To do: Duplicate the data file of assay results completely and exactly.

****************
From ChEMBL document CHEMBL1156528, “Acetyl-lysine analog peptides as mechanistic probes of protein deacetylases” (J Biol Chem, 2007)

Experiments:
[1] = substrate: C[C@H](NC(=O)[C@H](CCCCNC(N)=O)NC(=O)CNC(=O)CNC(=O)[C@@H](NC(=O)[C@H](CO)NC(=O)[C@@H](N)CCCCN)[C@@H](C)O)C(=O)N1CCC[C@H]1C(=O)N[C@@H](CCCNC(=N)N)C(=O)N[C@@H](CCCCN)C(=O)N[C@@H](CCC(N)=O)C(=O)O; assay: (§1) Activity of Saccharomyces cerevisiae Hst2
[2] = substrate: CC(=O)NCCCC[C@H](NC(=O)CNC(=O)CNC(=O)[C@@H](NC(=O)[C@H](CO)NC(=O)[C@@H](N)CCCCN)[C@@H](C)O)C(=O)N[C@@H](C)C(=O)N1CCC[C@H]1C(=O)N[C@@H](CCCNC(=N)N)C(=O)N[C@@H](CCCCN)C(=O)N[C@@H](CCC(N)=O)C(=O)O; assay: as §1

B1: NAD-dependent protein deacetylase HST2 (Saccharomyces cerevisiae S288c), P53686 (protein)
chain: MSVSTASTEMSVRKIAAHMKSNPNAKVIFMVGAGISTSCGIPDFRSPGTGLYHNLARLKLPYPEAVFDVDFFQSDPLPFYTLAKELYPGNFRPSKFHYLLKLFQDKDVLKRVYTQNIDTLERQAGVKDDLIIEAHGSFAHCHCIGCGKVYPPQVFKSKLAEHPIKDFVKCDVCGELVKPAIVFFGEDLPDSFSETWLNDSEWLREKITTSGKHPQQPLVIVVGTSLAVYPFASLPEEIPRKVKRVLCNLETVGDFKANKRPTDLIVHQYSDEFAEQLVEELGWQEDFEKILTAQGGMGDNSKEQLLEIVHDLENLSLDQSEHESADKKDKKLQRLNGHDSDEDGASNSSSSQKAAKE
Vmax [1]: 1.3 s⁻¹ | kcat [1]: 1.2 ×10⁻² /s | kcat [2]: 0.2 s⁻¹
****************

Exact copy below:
From ChEMBL document CHEMBL1156528, “Acetyl-lysine analog peptides as mechanistic probes of protein deacetylases” (J Biol Chem, 2007)

Experiments:
[1] = substrate: C[C@H](NC(=O)[C@H](CCCCNC(N)=O)NC(=O)CNC(=O)CNC(=O)[C@@H](NC(=O)[C@H](CO)NC(=O)[C@@H](N)CCCCN)[C@@H](C)O)C(=O)N1CCC[C@H]1C(=O)N[C@@H](CCCNC(=N)N)C(=O)N[C@@H](CCCCN)C(=O)N[C@@H](CCC(N)=O)C(=O)O; assay: (§1) Activity of Saccharomyces cerevisiae Hst2
[2] = substrate: CC(=O)NCCCC[C@H](NC(=O)CNC(=O)CNC(=O)[C@@H](NC(=O)[C@H](CO)NC(=O)[C@@H](N)CCCCN)[C@@H](C)O)C(=O)N[C@@H](C)C(=O)N1CCC[C@H]1C(=O)N[C@@H](CCCNC(=N)N)C(=O)N[C@@H](CCCCN)C(=O)N[C@@H](CCC(N)=O)C(=O)O; assay: as §1

B1: NAD-dependent protein deacetylase HST2 (Saccharomyces cerevisiae S288c), P53686 (protein)
chain: MSVSTASTEMSVRKIAAHMKSNPNAKVIFMVGAGISTSCGIPDFRSPGTGLYHNLARLKLPYPEAVFDVDFFQSDPLPFYTLAKELYPGNFRPSKFHYLLKLFQDKDVLKRVYTQNIDTLERQAGVKDDLIIEAHGSFAHCHCIGCGKVYPPQVFKSKLAEHPIKDFVKCDVCGELVKPAIVFFGEDLPDSFSETWLNDSEWLREKITTSGKHPQQPLVIVVGTSLAVYPFASLPEEIPRKVKRVLCNLETVGDFKANKRPTDLIVHQYSDEFAEQLVEELGWQEDFEKILTAQGGMGDNSKEQLLEIVHDLENLSLDQSEHESADKKDKKLQRLNGHDSDEDGASNSSSSQKAAKE
Vmax [1]: 1.3 s⁻¹ | kcat [1]: 1.2 ×10⁻² /s | kcat [2]: 0.2 s⁻¹